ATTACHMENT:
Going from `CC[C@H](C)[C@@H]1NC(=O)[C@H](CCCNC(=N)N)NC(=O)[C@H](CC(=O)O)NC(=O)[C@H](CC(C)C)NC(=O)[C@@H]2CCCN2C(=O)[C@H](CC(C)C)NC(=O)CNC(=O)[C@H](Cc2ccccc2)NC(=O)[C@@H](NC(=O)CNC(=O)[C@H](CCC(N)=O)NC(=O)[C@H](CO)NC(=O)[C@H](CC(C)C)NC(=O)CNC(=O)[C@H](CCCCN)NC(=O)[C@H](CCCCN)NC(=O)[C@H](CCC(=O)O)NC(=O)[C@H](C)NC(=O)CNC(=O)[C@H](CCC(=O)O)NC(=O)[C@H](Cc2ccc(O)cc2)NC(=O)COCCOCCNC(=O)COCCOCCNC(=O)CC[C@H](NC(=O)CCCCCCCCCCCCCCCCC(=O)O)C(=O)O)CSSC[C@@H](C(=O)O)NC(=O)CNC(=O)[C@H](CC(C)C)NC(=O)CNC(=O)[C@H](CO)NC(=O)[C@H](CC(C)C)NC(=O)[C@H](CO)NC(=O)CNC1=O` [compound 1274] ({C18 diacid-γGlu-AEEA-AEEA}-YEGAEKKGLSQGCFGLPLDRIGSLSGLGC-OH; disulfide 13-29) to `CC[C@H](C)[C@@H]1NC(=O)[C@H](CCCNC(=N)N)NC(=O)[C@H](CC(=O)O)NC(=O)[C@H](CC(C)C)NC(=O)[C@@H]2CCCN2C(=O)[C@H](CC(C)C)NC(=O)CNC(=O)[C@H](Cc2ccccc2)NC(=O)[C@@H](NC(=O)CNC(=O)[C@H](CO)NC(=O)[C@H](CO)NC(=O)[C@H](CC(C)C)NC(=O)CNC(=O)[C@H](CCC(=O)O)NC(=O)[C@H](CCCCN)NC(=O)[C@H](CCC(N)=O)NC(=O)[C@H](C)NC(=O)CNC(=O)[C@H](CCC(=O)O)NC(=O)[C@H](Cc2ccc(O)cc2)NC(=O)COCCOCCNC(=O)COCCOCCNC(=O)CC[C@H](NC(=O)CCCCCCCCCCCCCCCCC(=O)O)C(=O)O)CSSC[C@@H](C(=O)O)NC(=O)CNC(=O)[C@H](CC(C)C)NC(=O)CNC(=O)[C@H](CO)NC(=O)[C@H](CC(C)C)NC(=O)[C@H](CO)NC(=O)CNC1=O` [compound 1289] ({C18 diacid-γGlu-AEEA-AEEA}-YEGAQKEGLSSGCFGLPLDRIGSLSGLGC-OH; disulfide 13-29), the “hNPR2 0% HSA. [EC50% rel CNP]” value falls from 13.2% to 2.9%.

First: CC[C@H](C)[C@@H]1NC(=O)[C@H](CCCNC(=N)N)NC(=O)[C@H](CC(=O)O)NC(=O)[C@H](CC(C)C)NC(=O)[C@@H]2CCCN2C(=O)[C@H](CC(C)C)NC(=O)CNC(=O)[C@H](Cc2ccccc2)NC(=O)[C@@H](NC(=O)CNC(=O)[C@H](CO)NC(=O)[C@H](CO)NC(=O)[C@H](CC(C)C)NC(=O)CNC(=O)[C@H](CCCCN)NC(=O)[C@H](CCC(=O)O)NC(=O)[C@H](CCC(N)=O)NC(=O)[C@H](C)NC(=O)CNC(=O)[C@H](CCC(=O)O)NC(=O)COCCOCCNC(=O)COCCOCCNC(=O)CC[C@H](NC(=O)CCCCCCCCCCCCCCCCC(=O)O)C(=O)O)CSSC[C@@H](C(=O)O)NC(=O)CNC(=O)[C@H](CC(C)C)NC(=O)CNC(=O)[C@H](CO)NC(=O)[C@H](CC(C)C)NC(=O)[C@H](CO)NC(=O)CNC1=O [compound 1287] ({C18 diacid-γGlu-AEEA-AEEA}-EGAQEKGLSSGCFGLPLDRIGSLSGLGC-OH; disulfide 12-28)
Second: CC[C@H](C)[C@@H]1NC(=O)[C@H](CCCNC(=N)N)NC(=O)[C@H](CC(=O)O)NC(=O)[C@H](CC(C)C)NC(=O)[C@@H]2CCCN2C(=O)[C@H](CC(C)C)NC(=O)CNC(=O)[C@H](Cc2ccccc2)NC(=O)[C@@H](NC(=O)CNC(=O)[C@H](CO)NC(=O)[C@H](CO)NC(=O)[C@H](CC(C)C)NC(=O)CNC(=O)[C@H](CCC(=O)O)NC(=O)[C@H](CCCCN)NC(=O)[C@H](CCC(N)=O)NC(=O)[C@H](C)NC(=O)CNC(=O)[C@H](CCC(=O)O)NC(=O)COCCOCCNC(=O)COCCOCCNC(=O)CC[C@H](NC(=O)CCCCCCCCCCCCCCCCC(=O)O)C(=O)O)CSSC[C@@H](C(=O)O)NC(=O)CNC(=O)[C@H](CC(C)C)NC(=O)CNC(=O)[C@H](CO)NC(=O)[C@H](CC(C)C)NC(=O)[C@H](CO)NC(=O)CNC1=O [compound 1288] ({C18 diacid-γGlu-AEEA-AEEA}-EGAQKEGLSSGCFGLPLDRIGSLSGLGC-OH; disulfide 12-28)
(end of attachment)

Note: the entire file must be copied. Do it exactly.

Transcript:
Going from `CC[C@H](C)[C@@H]1NC(=O)[C@H](CCCNC(=N)N)NC(=O)[C@H](CC(=O)O)NC(=O)[C@H](CC(C)C)NC(=O)[C@@H]2CCCN2C(=O)[C@H](CC(C)C)NC(=O)CNC(=O)[C@H](Cc2ccccc2)NC(=O)[C@@H](NC(=O)CNC(=O)[C@H](CCC(N)=O)NC(=O)[C@H](CO)NC(=O)[C@H](CC(C)C)NC(=O)CNC(=O)[C@H](CCCCN)NC(=O)[C@H](CCCCN)NC(=O)[C@H](CCC(=O)O)NC(=O)[C@H](C)NC(=O)CNC(=O)[C@H](CCC(=O)O)NC(=O)[C@H](Cc2ccc(O)cc2)NC(=O)COCCOCCNC(=O)COCCOCCNC(=O)CC[C@H](NC(=O)CCCCCCCCCCCCCCCCC(=O)O)C(=O)O)CSSC[C@@H](C(=O)O)NC(=O)CNC(=O)[C@H](CC(C)C)NC(=O)CNC(=O)[C@H](CO)NC(=O)[C@H](CC(C)C)NC(=O)[C@H](CO)NC(=O)CNC1=O` [compound 1274] ({C18 diacid-γGlu-AEEA-AEEA}-YEGAEKKGLSQGCFGLPLDRIGSLSGLGC-OH; disulfide 13-29) to `CC[C@H](C)[C@@H]1NC(=O)[C@H](CCCNC(=N)N)NC(=O)[C@H](CC(=O)O)NC(=O)[C@H](CC(C)C)NC(=O)[C@@H]2CCCN2C(=O)[C@H](CC(C)C)NC(=O)CNC(=O)[C@H](Cc2ccccc2)NC(=O)[C@@H](NC(=O)CNC(=O)[C@H](CO)NC(=O)[C@H](CO)NC(=O)[C@H](CC(C)C)NC(=O)CNC(=O)[C@H](CCC(=O)O)NC(=O)[C@H](CCCCN)NC(=O)[C@H](CCC(N)=O)NC(=O)[C@H](C)NC(=O)CNC(=O)[C@H](CCC(=O)O)NC(=O)[C@H](Cc2ccc(O)cc2)NC(=O)COCCOCCNC(=O)COCCOCCNC(=O)CC[C@H](NC(=O)CCCCCCCCCCCCCCCCC(=O)O)C(=O)O)CSSC[C@@H](C(=O)O)NC(=O)CNC(=O)[C@H](CC(C)C)NC(=O)CNC(=O)[C@H](CO)NC(=O)[C@H](CC(C)C)NC(=O)[C@H](CO)NC(=O)CNC1=O` [compound 1289] ({C18 diacid-γGlu-AEEA-AEEA}-YEGAQKEGLSSGCFGLPLDRIGSLSGLGC-OH; disulfide 13-29), the “hNPR2 0% HSA. [EC50% rel CNP]” value falls from 13.2% to 2.9%.

First: CC[C@H](C)[C@@H]1NC(=O)[C@H](CCCNC(=N)N)NC(=O)[C@H](CC(=O)O)NC(=O)[C@H](CC(C)C)NC(=O)[C@@H]2CCCN2C(=O)[C@H](CC(C)C)NC(=O)CNC(=O)[C@H](Cc2ccccc2)NC(=O)[C@@H](NC(=O)CNC(=O)[C@H](CO)NC(=O)[C@H](CO)NC(=O)[C@H](CC(C)C)NC(=O)CNC(=O)[C@H](CCCCN)NC(=O)[C@H](CCC(=O)O)NC(=O)[C@H](CCC(N)=O)NC(=O)[C@H](C)NC(=O)CNC(=O)[C@H](CCC(=O)O)NC(=O)COCCOCCNC(=O)COCCOCCNC(=O)CC[C@H](NC(=O)CCCCCCCCCCCCCCCCC(=O)O)C(=O)O)CSSC[C@@H](C(=O)O)NC(=O)CNC(=O)[C@H](CC(C)C)NC(=O)CNC(=O)[C@H](CO)NC(=O)[C@H](CC(C)C)NC(=O)[C@H](CO)NC(=O)CNC1=O [compound 1287] ({C18 diacid-γGlu-AEEA-AEEA}-EGAQEKGLSSGCFGLPLDRIGSLSGLGC-OH; disulfide 12-28)
Second: CC[C@H](C)[C@@H]1NC(=O)[C@H](CCCNC(=N)N)NC(=O)[C@H](CC(=O)O)NC(=O)[C@H](CC(C)C)NC(=O)[C@@H]2CCCN2C(=O)[C@H](CC(C)C)NC(=O)CNC(=O)[C@H](Cc2ccccc2)NC(=O)[C@@H](NC(=O)CNC(=O)[C@H](CO)NC(=O)[C@H](CO)NC(=O)[C@H](CC(C)C)NC(=O)CNC(=O)[C@H](CCC(=O)O)NC(=O)[C@H](CCCCN)NC(=O)[C@H](CCC(N)=O)NC(=O)[C@H](C)NC(=O)CNC(=O)[C@H](CCC(=O)O)NC(=O)COCCOCCNC(=O)COCCOCCNC(=O)CC[C@H](NC(=O)CCCCCCCCCCCCCCCCC(=O)O)C(=O)O)CSSC[C@@H](C(=O)O)NC(=O)CNC(=O)[C@H](CC(C)C)NC(=O)CNC(=O)[C@H](CO)NC(=O)[C@H](CC(C)C)NC(=O)[C@H](CO)NC(=O)CNC1=O [compound 1288] ({C18 diacid-γGlu-AEEA-AEEA}-EGAQKEGLSSGCFGLPLDRIGSLSGLGC-OH; disulfide 12-28)